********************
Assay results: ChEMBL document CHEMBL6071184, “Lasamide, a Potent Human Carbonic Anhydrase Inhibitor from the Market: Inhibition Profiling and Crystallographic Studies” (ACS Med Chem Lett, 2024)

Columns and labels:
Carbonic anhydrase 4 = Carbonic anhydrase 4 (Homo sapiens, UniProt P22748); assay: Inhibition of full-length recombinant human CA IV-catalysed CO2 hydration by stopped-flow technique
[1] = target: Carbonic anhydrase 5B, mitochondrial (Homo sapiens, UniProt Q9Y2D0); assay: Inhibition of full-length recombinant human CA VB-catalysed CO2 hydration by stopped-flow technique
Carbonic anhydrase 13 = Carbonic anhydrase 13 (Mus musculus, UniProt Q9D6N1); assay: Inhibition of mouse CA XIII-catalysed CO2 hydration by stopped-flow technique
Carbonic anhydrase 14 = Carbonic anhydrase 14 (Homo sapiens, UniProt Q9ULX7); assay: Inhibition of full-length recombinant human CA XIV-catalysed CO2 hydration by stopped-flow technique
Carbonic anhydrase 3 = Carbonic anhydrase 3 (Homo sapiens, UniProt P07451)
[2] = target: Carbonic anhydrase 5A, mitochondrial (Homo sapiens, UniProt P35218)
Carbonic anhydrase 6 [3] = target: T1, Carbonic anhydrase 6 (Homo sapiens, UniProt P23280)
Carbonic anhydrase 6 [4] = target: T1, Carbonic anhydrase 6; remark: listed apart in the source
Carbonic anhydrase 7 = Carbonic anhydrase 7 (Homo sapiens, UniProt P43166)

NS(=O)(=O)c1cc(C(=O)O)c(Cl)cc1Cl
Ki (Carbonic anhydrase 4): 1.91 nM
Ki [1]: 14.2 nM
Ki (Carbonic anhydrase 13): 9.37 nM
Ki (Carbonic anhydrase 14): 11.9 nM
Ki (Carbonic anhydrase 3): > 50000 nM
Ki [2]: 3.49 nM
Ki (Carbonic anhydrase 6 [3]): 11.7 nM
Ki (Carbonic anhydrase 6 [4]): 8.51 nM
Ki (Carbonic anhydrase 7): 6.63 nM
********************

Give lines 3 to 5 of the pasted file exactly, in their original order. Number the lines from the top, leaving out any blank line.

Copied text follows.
Carbonic anhydrase 4 = Carbonic anhydrase 4 (Homo sapiens, UniProt P22748); assay: Inhibition of full-length recombinant human CA IV-catalysed CO2 hydration by stopped-flow technique
[1] = target: Carbonic anhydrase 5B, mitochondrial (Homo sapiens, UniProt Q9Y2D0); assay: Inhibition of full-length recombinant human CA VB-catalysed CO2 hydration by stopped-flow technique
Carbonic anhydrase 13 = Carbonic anhydrase 13 (Mus musculus, UniProt Q9D6N1); assay: Inhibition of mouse CA XIII-catalysed CO2 hydration by stopped-flow technique